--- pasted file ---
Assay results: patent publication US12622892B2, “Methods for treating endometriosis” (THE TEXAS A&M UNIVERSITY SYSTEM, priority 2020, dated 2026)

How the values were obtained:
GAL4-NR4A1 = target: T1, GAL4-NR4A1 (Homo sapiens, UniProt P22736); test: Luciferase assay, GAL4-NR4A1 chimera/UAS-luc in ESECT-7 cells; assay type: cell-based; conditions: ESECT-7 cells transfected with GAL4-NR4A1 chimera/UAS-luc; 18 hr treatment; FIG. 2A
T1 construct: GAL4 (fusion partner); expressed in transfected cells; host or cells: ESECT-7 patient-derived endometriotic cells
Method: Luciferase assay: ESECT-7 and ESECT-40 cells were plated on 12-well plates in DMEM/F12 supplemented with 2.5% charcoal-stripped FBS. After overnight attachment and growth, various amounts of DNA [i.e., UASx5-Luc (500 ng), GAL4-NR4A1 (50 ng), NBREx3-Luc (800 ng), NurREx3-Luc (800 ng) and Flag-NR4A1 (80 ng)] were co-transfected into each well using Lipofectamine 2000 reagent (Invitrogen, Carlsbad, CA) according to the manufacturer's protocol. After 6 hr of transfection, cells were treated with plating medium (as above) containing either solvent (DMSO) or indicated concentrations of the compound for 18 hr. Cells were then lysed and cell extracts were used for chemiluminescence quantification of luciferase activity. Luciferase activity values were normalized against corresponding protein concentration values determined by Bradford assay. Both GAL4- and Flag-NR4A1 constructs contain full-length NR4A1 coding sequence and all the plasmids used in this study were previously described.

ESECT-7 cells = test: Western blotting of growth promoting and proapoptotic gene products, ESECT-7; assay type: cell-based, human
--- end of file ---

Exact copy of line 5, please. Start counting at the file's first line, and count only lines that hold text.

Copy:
Method: Luciferase assay: ESECT-7 and ESECT-40 cells were plated on 12-well plates in DMEM/F12 supplemented with 2.5% charcoal-stripped FBS. After overnight attachment and growth, various amounts of DNA [i.e., UASx5-Luc (500 ng), GAL4-NR4A1 (50 ng), NBREx3-Luc (800 ng), NurREx3-Luc (800 ng) and Flag-NR4A1 (80 ng)] were co-transfected into each well using Lipofectamine 2000 reagent (Invitrogen, Carlsbad, CA) according to the manufacturer's protocol. After 6 hr of transfection, cells were treated with plating medium (as above) containing either solvent (DMSO) or indicated concentrations of the compound for 18 hr. Cells were then lysed and cell extracts were used for chemiluminescence quantification of luciferase activity. Luciferase activity values were normalized against corresponding protein concentration values determined by Bradford assay. Both GAL4- and Flag-NR4A1 constructs contain full-length NR4A1 coding sequence and all the plasmids used in this study were previously described.